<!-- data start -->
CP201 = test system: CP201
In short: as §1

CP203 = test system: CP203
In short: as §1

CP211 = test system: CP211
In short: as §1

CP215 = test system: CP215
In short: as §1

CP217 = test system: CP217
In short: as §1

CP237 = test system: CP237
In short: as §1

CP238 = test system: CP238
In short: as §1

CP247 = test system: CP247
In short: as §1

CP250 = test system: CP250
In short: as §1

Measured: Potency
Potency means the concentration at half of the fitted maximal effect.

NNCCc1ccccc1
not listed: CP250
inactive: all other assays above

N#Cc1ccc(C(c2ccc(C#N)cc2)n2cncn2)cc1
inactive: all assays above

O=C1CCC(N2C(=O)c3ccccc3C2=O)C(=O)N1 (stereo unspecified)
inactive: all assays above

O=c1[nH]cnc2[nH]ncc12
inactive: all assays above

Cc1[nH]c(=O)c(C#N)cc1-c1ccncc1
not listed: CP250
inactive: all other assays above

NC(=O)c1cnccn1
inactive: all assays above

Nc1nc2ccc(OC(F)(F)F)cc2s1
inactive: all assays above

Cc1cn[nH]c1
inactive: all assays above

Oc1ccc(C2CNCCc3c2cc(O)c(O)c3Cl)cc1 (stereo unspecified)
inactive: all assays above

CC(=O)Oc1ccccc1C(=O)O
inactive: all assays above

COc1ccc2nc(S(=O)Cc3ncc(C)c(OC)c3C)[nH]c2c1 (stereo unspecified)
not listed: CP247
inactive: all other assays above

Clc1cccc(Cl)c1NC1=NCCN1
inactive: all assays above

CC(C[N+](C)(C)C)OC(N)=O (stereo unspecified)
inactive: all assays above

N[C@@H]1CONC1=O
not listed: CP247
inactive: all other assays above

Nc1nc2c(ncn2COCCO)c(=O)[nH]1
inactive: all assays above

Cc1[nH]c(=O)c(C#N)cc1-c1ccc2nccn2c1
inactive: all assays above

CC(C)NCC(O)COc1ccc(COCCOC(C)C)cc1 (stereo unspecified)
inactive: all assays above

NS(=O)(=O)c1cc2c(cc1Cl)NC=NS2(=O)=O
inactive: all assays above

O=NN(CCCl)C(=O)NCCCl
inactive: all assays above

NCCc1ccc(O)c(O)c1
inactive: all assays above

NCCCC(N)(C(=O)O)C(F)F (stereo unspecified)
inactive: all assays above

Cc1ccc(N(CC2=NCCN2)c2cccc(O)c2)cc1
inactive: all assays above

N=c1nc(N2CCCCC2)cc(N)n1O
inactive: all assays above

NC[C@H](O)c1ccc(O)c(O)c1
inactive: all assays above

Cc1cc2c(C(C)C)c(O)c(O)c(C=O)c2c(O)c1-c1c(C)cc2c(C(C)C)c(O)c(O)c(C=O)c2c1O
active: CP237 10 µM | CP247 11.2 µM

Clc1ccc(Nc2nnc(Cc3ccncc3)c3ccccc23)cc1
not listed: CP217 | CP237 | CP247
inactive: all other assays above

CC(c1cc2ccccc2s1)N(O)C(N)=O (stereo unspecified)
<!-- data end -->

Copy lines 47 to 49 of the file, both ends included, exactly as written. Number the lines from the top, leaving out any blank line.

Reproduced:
inactive: all assays above

CC(C[N+](C)(C)C)OC(N)=O (stereo unspecified)
inactive: all assays above